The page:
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    Spanish company Ferry Group is to invest €42/US$55.2 million in a project for the production of biomass fuel pellets in Bulgaria. The 3-year project consists of establishing plantations of paulownia trees near the city of Tran. Paulownia is a fast-growing tree used for the commercial production of fuel pellets. Dnevnik - Feb. 20, 2007.

    Hungary's BHD Hõerõmû Zrt. is to build a 35 billion Forint (€138/US$182 million) commercial biomass-fired power plant with a maximum output of 49.9 MW in Szerencs (northeast Hungary). Portfolio.hu - Feb. 20, 2007.

    Tonight at 9pm, BBC Two will be showing a program on geo-engineering techniques to 'save' the planet from global warming. Five of the world's top scientists propose five radical scientific inventions which could stop climate change dead in its tracks. The ideas include: a giant sunshade in space to filter out the sun's rays and help cool us down; forests of artificial trees that would breath in carbon dioxide and stop the green house effect and a fleet futuristic yachts that will shoot salt water into the clouds thickening them and cooling the planet. BBC News - Feb. 19, 2007.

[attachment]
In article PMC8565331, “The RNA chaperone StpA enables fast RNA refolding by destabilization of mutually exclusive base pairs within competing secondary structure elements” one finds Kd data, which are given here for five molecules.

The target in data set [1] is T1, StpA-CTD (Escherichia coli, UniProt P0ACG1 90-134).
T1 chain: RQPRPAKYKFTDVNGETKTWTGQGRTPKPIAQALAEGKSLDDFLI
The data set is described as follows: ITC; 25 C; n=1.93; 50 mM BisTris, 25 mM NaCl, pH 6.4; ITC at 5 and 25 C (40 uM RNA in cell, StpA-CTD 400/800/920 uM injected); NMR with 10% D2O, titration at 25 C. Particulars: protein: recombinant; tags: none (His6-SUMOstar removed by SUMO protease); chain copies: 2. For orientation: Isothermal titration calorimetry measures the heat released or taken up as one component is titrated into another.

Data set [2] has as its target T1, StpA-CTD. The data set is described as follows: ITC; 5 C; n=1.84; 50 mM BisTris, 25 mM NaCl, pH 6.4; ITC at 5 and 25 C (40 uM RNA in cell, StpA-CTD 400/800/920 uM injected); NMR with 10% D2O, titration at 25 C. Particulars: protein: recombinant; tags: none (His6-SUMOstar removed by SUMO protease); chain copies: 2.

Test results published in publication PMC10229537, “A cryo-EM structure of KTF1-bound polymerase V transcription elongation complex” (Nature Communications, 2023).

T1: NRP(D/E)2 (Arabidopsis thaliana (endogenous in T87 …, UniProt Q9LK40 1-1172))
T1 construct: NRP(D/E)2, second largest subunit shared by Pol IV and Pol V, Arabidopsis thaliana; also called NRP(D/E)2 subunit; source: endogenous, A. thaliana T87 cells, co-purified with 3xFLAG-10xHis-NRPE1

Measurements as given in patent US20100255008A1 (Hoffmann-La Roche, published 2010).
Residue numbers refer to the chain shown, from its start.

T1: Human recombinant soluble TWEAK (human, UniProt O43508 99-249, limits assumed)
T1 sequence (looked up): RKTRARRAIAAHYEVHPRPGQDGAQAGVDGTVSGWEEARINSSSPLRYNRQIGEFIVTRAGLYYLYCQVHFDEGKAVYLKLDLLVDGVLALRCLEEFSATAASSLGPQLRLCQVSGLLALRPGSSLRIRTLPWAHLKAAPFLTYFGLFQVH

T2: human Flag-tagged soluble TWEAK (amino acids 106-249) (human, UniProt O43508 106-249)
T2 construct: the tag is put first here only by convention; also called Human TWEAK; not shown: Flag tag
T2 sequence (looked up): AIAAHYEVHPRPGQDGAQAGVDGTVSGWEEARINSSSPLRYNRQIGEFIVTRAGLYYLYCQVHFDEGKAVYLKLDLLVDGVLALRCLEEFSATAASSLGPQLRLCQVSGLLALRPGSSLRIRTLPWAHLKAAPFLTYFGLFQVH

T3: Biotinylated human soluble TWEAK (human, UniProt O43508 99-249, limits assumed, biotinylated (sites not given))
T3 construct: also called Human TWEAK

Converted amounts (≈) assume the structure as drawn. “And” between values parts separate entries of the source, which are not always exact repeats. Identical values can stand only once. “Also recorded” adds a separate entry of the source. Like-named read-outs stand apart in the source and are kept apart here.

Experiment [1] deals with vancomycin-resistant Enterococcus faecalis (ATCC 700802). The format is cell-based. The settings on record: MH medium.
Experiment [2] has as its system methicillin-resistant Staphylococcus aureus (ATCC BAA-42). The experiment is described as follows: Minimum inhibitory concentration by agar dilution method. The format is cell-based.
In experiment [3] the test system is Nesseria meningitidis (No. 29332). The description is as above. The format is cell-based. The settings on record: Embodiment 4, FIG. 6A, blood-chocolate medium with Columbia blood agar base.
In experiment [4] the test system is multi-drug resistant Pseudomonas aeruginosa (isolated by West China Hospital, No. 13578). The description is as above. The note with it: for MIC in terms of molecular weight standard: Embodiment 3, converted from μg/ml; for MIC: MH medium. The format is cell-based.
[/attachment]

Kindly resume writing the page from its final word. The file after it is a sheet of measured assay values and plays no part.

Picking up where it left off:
Archer Daniels Midland, the largest U.S. ethanol producer, is planning to open a biodiesel plant in Indonesia with Wilmar International Ltd. this year and a wholly owned biodiesel plant in Brazil before July, the Wall Street Journal reported on Thursday. The Brazil plant is expected to be the nation's largest, the paper said. Worldwide, the company projects a fourfold rise in biodiesel production over the next five years. ADM was not immediately available to comment. Reuters - Feb. 16, 2007.

    Finnish engineering firm Pöyry Oyj has been awarded contracts by San Carlos Bioenergy Inc. to provide services for the first bioethanol plant in the Philippines. The aggregate contract value is EUR 10 million. The plant is to be build in the Province of San Carlos on the north-eastern tip of Negros Island. The plant is expected to deliver 120,000 liters/day of bioethanol and 4 MW of excess power to the grid. Kauppalehti Online - Feb. 15, 2007.

    In order to reduce fuel costs, a Mukono-based flower farm which exports to Europe, is building its own biodiesel plant, based on using Jatropha curcas seeds. It estimates the fuel will cut production costs by up to 20%. New Vision (Kampala, Uganda) - Feb. 12, 2007.